5 Tips to Get Your CFO to Buy into Energy Management

May 18, 2015 By Karen Henry

analysts Energy ManageAccording to a 2014 survey by the Aberdeen Group, measuring return on investment (ROI), competing for resources with other projects, getting operational-level employee support and getting approval from senior management are the most common challenges associated with justifying energy management initiatives. Dexma Energy Management has provided five tips for facility managers looking to get buy-in from their CFOs on energy management initiatives:

  1. Give Visibility to Results

Reports, charts and graphs generated by energy management software provide a visual representation of measurement data and improvements over time.

  1. Start with Quick ROI Projects

CFOs want to know when they will see a return on investment. Generally speaking, projects that provide a return in less than two years will be more attractive to CFOs. You can begin to prove the efficacy of energy efficiency initiatives by starting with smaller projects with a faster ROI. As the CFO begins to see energy efficiency and energy management as an investment rather than a fixed cost, the scope of the projects can expand.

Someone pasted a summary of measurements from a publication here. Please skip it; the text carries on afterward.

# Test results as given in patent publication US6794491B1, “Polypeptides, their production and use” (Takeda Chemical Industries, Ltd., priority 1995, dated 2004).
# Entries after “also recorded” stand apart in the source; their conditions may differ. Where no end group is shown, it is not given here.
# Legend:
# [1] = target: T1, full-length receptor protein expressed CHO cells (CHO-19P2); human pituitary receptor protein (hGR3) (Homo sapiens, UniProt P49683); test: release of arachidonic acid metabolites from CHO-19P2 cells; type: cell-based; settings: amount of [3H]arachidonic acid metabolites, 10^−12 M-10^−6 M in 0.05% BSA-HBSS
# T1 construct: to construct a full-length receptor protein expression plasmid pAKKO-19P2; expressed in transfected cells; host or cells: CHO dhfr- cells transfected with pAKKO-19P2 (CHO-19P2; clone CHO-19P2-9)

1. Make an Emotional Appeal

Being known as an energy efficient company can boost a company’s corporate image. Educate your CFO about the non-financial benefits of energy management, such as improving operations efficiency, reducing carbon emissions and improving the environment. All of these things can contribute to providing your company with a competitive advantage.

  1. Provide Periodic Reports

Quantifying energy savings in terms your CFO understands best — monetary — can help you maintain the support of your CFO. Periodic reporting allows both you and your CFO to see how much money is being saved over time.

  1. Highlight Successful Cases

If other companies in your field have successfully implemented energy management measures, show these cases to your CFO. Give some background about the case, explain what actions the company took, what savings were gained and how long it took to achieve a return on the investment.

Photo via Shutterstock.

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